LED Quality is Becoming Important
We all love a bargain, and a lot of people have eagerly sought the lowest prices possible in LED bulbs. But a low price is worthless if it doesn't give us the product we're looking for. Many people have learned the hard way that quality is important when it comes to LED lights. Cheap brands often use cheap parts and poor manufacturing methods, and their bulbs may buzz, shift color, lose brightness, and die early.
That means so-called bargain LED bulbs might not only lead to lost patience, but also to lost money when they're ultimately replaced with the LEDs that should have been bought in the first place. If you haven't upgraded to LED lighting yet, consider sticking with quality brands the first time around.
As a digital technology, LED lights have a lot more flexibility than older technologies. Sometimes this means getting more precise about looking like the bulbs they replace, as with LED bulbs that "warm" as they dim. Other times it means doing a job better than the older lights ever did.
For instance, early HID replacements known as "corn cob LEDs" replicated HID lighting with diodes placed around the bulb for omnidirectional lighting, even though individual diodes only provide single-directional lighting. Some new corn cob LEDs, however, offer moving panels, providing the option to stick with omnidirectional lighting or to aim the light more precisely where it's needed.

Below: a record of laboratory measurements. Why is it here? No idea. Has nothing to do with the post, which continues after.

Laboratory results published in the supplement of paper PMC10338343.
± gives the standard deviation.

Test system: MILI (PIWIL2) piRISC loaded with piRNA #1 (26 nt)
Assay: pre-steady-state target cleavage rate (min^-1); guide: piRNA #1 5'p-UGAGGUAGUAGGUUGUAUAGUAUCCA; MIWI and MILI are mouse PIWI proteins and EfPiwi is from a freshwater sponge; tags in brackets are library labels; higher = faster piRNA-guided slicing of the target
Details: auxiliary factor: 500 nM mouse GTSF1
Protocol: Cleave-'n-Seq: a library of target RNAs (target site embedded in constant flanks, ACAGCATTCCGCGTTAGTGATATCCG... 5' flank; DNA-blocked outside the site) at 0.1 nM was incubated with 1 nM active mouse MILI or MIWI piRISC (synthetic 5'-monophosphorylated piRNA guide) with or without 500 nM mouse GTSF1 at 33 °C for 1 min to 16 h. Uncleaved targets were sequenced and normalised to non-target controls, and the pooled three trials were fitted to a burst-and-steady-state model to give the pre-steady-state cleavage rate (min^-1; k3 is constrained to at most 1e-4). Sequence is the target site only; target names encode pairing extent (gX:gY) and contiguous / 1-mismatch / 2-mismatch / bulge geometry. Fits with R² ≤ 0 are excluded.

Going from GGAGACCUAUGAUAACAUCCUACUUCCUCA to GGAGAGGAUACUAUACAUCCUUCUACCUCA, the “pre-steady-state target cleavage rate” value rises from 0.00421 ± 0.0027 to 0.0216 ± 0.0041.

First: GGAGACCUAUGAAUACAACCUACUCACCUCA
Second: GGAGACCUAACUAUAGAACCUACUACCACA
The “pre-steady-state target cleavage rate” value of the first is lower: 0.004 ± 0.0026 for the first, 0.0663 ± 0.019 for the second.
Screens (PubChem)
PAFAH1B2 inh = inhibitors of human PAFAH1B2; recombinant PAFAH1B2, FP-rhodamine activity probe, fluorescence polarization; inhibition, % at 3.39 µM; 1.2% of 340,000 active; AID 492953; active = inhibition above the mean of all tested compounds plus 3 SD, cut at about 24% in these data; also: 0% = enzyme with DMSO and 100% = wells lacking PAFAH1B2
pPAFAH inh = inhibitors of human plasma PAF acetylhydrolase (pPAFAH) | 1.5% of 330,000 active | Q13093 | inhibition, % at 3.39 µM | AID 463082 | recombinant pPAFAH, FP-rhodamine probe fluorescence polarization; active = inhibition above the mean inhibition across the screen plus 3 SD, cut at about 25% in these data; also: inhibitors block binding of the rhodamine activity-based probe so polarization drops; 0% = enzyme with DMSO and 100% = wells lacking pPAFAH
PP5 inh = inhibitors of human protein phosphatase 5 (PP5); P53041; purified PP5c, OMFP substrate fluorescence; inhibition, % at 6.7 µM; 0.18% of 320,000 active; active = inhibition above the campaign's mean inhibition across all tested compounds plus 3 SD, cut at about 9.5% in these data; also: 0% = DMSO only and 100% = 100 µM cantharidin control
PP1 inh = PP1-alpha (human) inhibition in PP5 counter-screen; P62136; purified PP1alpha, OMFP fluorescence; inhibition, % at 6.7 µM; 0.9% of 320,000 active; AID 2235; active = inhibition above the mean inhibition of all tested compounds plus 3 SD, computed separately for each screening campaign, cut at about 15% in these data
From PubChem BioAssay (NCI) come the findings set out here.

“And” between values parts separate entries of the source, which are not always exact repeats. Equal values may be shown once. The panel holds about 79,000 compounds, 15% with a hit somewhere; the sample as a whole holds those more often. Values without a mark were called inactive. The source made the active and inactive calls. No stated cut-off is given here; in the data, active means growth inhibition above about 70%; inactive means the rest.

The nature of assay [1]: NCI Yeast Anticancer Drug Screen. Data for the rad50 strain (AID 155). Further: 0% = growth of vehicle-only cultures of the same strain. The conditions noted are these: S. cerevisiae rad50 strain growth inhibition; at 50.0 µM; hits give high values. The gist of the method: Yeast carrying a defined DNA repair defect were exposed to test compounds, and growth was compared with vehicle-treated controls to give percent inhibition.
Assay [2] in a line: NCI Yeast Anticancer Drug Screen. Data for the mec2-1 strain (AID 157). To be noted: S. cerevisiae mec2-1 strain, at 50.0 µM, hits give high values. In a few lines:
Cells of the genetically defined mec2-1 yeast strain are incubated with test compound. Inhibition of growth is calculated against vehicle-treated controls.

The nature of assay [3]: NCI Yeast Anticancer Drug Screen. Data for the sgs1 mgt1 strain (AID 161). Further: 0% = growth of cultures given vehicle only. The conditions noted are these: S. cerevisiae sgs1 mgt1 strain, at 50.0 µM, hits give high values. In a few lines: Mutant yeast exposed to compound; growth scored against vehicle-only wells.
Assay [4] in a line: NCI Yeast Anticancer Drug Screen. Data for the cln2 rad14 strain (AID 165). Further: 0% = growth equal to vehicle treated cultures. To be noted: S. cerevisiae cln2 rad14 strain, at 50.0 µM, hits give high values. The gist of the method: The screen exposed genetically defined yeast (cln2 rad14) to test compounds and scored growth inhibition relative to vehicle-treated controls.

Fluorescent Tube Retrofits
While other forms of LED lights had fallen considerably in price over the last couple years, it's really only in the last year or so that LED tubes have gotten competitive with fluorescent lamps. We've now reached a point when it's hard to ignore the benefits of LED when replacing fluorescent tubes.
The question that remains is what LED option to go with. LED tubes come as standard retrofits (simply replacing the fluorescent tube and making use of the electronic ballast already in place) or direct wire (taking the ballast out of the equation and using a built-in driver). Both have their pros and cons. And both have their alternative: you can remove entire lighting troffers and replace them with LED panels.
Connected, Colors, and Controls
"Smart" seems to be the keyword these days, with the idea that your entire home and even your life will become connected. This includes your light bulbs and, in some ways, light bulbs are a foundation of home connectivity because they're used in every room. But the other side of this topic is "caution," as connected products open up more and more gateways for someone hacking your life. It's worth learning more about this before installing connected products.
Smart LEDs can offer plenty of features; among these is the ability to change their colors and program them for on/off cycles and potentially to otherwise react to their environment. (In home settings, a bulb might blink to alert you to a text, or might flash and change colors with music for example.) So while you can already set your LEDs up with traditional occupancy sensors, some lamps may have this kind of functionality built in. Controls like these are often programmed through smartphone apps.